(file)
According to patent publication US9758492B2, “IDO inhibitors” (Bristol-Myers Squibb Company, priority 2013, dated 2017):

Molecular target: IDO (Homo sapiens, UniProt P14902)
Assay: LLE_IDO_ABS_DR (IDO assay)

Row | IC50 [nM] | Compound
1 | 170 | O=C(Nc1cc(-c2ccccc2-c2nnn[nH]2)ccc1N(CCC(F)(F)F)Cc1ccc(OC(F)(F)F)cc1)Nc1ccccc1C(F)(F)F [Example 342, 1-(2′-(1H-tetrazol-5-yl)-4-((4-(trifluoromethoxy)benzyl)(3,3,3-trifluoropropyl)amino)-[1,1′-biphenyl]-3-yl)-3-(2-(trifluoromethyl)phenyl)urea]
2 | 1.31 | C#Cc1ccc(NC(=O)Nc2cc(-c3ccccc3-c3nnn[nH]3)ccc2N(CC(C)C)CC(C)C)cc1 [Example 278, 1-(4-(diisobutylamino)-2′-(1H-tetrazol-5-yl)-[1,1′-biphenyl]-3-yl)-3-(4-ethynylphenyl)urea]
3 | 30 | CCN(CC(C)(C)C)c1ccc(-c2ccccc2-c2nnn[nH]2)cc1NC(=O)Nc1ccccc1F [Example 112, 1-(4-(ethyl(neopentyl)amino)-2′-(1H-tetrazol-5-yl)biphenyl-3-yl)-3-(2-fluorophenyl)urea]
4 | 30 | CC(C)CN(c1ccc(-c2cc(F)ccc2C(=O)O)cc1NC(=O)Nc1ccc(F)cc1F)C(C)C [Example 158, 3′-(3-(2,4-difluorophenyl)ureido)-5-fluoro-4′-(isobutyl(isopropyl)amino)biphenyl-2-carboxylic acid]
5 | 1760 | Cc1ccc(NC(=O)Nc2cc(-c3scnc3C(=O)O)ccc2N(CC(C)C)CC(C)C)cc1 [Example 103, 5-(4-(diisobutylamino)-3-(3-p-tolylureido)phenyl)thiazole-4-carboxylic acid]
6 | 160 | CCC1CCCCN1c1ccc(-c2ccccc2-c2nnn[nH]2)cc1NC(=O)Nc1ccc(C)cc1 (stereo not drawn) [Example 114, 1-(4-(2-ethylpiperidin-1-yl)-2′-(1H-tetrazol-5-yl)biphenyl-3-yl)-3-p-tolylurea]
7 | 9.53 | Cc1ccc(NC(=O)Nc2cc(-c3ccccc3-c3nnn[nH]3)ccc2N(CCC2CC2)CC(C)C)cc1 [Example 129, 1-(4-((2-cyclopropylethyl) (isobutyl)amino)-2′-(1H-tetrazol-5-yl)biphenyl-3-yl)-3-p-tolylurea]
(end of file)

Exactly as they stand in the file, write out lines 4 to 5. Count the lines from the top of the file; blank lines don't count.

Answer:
Row | IC50 [nM] | Compound
1 | 170 | O=C(Nc1cc(-c2ccccc2-c2nnn[nH]2)ccc1N(CCC(F)(F)F)Cc1ccc(OC(F)(F)F)cc1)Nc1ccccc1C(F)(F)F [Example 342, 1-(2′-(1H-tetrazol-5-yl)-4-((4-(trifluoromethoxy)benzyl)(3,3,3-trifluoropropyl)amino)-[1,1′-biphenyl]-3-yl)-3-(2-(trifluoromethyl)phenyl)urea]